My Love Of Writing

2089 Words 9 Pages
Some may say in an unbearable voice, “Writing is so boring! I don 't want to write, be creative, or write essays about any historical event.” I was not surrounded by many lovers of writing growing up. That is why I appreciate writing as much as I do. It is the sense of being unique and not following the crowd of literacy haters that gave me my gratitude. It is a way to transform my inner thoughts into something worthy of pen and paper. From little jots about cats and dogs from my youthful days to full essays explaining my political opinions in my pre-adult phase, it has always been enjoyable for me to construct some form of writing. However, my love for writing was not always apparent. At the age of seven, my view on writing was quickly altered …show more content…
We have to be willing to at least try things that can help us recover. I know it is hard for you to write but you can do it. You use to love writing. Remember that story about cats and dogs you wrote me? I enjoy your stories very much. Now you 're going to let your broken arm get in the way of me getting stories? I know you are still young and naïve at the moment but let me tell you something about writing. Writing is essential for everything that we do. It is how we communicate, express ideas and beliefs. You can also show your personality through writing. We learn it at a young age and it sticks with us forever. It is something that we take for granted, something you are doing right …show more content…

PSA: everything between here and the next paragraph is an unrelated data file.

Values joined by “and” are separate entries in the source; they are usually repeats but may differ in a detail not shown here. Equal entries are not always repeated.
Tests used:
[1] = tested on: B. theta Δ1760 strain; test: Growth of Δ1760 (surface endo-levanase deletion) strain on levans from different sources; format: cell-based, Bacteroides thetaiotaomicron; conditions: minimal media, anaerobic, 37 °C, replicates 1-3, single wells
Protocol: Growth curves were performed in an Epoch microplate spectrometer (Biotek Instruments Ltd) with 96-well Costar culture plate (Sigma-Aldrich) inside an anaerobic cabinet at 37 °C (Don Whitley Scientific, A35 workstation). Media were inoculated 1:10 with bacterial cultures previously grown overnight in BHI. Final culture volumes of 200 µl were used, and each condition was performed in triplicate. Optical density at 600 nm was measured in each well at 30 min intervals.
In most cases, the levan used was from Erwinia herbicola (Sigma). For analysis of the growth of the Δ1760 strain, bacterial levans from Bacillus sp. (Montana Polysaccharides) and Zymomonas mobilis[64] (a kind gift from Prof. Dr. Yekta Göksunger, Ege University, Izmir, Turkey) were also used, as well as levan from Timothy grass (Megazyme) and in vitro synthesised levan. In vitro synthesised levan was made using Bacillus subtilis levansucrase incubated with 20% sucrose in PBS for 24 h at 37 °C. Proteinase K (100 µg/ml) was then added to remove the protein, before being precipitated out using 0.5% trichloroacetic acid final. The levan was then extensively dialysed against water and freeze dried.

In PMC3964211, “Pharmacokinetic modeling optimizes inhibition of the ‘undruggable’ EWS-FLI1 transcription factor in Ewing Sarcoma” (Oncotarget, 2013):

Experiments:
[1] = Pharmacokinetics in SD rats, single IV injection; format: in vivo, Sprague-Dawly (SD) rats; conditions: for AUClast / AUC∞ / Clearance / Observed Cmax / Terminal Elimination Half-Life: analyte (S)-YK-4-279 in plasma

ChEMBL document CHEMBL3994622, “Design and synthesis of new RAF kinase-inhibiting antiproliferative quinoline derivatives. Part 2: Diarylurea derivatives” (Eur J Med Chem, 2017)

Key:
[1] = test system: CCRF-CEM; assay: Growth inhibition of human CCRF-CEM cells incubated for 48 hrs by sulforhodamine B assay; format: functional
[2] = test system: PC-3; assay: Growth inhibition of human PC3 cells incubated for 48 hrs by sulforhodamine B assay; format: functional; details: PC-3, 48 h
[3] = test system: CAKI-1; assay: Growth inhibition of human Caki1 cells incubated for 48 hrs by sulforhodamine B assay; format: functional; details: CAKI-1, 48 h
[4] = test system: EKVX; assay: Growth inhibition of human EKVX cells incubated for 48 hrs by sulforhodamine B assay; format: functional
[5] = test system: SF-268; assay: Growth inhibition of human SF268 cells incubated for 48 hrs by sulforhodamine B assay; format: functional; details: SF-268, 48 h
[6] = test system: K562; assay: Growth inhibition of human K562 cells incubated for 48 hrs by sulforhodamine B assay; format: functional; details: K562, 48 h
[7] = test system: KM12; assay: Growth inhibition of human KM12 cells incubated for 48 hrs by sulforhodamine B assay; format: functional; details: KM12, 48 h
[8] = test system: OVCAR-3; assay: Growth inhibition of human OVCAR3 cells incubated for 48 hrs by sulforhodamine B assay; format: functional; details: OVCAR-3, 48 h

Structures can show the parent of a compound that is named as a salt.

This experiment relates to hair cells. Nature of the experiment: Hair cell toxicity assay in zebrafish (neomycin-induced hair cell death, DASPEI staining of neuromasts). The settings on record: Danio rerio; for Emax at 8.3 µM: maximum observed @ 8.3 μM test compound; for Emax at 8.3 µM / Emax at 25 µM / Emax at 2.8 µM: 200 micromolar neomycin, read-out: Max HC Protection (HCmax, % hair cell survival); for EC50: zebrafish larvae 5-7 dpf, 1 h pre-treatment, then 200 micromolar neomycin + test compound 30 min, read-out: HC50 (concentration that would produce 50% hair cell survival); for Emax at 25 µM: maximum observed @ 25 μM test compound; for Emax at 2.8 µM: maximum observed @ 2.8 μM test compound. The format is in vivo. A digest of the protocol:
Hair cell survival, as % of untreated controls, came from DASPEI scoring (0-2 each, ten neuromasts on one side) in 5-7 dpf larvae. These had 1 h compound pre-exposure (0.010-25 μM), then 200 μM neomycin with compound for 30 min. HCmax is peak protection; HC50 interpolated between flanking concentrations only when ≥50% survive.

I was given a writing prompt on how it feels to have something be difficult for you. There was no doubt that this prompt was created with me in mind. I think my teacher was making sure I understood that even as a second grader, gratitude towards writing is a necessity. Using my injury as my topic, all you could hear from my side of the room was the pitter patter of my fingers pressing down on the keys. I was approaching a full page and I had never felt more proud of myself. Along with being proud came realization in a little second grader.

After three weeks of agony from a cast, I was liberated. My mother bought me new pencils. I opened the case and the smell of wood and lead was upon me. The pencil I picked felt cold and stiff in my hand as I positioned it perfectly. I was nervous to start writing again, but once I had started, words and words came together on one paper. Hand-operating writing was no longer foreign. Although, typing was fun, nothing beats the smooth sailing of a pencil on paper as soon as you come up with new ideas.

Now looking back to the past, I was a victim of taking writing for granted, even if I was absent from writing for a short while. This injury was the stepping-stone to how I feel towards writing today. My words are a steady flow of blood that runs through my veins into my heart and onto paper. Writing is apart of who I am as an individual. I am lucky that

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